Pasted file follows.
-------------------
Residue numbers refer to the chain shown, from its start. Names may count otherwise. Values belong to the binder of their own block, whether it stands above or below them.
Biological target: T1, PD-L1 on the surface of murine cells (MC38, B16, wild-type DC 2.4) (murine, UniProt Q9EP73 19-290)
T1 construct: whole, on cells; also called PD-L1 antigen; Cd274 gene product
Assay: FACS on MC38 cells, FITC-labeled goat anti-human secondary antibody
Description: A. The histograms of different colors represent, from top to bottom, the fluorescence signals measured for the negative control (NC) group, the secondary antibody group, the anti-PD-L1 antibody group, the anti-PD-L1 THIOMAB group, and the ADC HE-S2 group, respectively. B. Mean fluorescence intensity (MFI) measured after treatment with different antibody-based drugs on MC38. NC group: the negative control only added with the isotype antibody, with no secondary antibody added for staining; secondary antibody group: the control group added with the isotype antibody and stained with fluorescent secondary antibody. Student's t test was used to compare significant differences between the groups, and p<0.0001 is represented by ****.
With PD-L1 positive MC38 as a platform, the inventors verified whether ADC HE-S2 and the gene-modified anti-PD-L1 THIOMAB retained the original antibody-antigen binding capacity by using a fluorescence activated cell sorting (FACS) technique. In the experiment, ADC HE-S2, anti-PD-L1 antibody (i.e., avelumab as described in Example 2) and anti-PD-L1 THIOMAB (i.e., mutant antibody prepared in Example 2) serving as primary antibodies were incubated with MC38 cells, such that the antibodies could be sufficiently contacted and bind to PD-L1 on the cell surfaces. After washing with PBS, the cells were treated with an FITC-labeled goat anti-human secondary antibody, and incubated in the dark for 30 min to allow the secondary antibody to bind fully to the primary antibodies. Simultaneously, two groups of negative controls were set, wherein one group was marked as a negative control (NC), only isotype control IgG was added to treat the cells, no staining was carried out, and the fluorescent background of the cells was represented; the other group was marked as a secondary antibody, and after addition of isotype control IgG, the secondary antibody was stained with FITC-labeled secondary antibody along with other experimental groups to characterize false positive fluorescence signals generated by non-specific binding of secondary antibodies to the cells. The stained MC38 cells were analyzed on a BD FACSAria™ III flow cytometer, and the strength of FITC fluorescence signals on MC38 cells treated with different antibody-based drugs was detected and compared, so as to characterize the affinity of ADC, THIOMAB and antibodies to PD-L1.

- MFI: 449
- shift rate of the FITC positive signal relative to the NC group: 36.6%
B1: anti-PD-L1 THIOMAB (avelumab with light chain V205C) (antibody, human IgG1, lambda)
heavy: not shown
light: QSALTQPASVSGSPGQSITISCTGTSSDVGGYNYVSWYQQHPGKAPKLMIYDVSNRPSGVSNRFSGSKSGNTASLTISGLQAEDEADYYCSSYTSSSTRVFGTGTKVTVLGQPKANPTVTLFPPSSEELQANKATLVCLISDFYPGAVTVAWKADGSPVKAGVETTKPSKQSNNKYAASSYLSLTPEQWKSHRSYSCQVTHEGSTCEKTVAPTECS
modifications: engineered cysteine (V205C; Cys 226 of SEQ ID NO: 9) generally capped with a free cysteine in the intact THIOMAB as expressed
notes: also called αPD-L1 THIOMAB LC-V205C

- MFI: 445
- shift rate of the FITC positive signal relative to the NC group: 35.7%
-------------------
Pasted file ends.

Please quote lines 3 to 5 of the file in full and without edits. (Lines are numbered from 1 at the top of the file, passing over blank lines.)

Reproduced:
T1 construct: whole, on cells; also called PD-L1 antigen; Cd274 gene product
Assay: FACS on MC38 cells, FITC-labeled goat anti-human secondary antibody
Description: A. The histograms of different colors represent, from top to bottom, the fluorescence signals measured for the negative control (NC) group, the secondary antibody group, the anti-PD-L1 antibody group, the anti-PD-L1 THIOMAB group, and the ADC HE-S2 group, respectively. B. Mean fluorescence intensity (MFI) measured after treatment with different antibody-based drugs on MC38. NC group: the negative control only added with the isotype antibody, with no secondary antibody added for staining; secondary antibody group: the control group added with the isotype antibody and stained with fluorescent secondary antibody. Student's t test was used to compare significant differences between the groups, and p<0.0001 is represented by ****.